🌊 Replanted seagrass restores the ocean

🌊 Replanted seagrass restores the ocean

Virginia’s coastal waters are vibrant and have a healthy ecosystem once again, all thanks to the world’s largest seagrass restoration project.

Linn Winge
Linn Winge

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Karen McGlathery is an environmental science professor at the University of Virginia. When she used to swim in the coastal bays of Virginia’s Eastern Shore, the water quickly turned brown and cloudy due to sediment that swirled up from the ocean floor. Today, 25 years later, the water remains clear.

After almost 20 years of restoration, the sediment is attached to the seafloor by lush green seagrass meadows and is teeming with underwater life. McGlathery says to Reasons To Be Cheerful:

“It’s like this beautiful underwater prairie. It’s just gorgeous.”

She is part of a team that manages the world’s largest and one of the most successful seagrass restoration projects. According to a 2020 research paper published in Science Advances, the two-decades-long restoration project is a “blueprint for restoring and maintaining healthy ecosystems”. As stated in the research paper the project is also proof that marine habitats can bounce back in a way that’s self-sustaining.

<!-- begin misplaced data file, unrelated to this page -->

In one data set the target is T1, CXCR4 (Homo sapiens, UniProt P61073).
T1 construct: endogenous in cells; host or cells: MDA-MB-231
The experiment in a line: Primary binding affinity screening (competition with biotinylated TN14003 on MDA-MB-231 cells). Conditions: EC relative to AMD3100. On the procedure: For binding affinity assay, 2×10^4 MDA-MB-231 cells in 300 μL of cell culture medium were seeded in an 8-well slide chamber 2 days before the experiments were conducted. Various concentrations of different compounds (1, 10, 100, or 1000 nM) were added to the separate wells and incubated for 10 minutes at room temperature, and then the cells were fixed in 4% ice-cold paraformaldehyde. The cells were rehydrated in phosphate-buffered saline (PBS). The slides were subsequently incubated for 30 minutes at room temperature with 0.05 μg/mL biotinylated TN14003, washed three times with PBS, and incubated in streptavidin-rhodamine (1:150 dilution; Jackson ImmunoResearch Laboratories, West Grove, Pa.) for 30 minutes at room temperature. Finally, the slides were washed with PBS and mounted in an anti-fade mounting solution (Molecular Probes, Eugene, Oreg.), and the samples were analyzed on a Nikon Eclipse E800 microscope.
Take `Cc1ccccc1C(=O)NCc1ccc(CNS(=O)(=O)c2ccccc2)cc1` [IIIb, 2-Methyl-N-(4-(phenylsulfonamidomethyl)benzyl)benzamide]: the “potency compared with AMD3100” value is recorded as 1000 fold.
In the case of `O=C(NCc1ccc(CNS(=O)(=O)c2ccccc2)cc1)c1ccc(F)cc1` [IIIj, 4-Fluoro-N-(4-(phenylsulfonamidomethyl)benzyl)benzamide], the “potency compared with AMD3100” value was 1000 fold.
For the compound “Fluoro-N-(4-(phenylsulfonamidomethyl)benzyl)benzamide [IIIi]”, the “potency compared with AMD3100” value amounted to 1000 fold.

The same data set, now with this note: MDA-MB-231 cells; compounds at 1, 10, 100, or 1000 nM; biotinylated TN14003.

The whole restoration project started with Robert Orth, who was a marine biologist at the Virginia Institute of Marine Sciences (VIMS) (until he retired this year). He started planting seagrass seeds back in 2001 in an attempt to see if it was possible to rebuild the ocean ecosystem. The seeds he planted survived and grew into plants that later on produced their own seeds.

“Nature kind of took over,” says Orth. “While we continue to put seeds in areas that don’t have eelgrass, nature has been spreading eelgrass naturally.”

The project team, together with volunteers, has sown almost 75 million seeds over the past two decades. Roughly 9 000 acres of coastal bays are now covered in seagrass, which in turn have improved water quality, increased marine biodiversity, and helped diminish climate change by capturing and storing carbon.

Seagrass is one of the most at-risk ecosystems due to stormwater and rising ocean temperatures among others. Restoration projects like this are helpful in more than one way.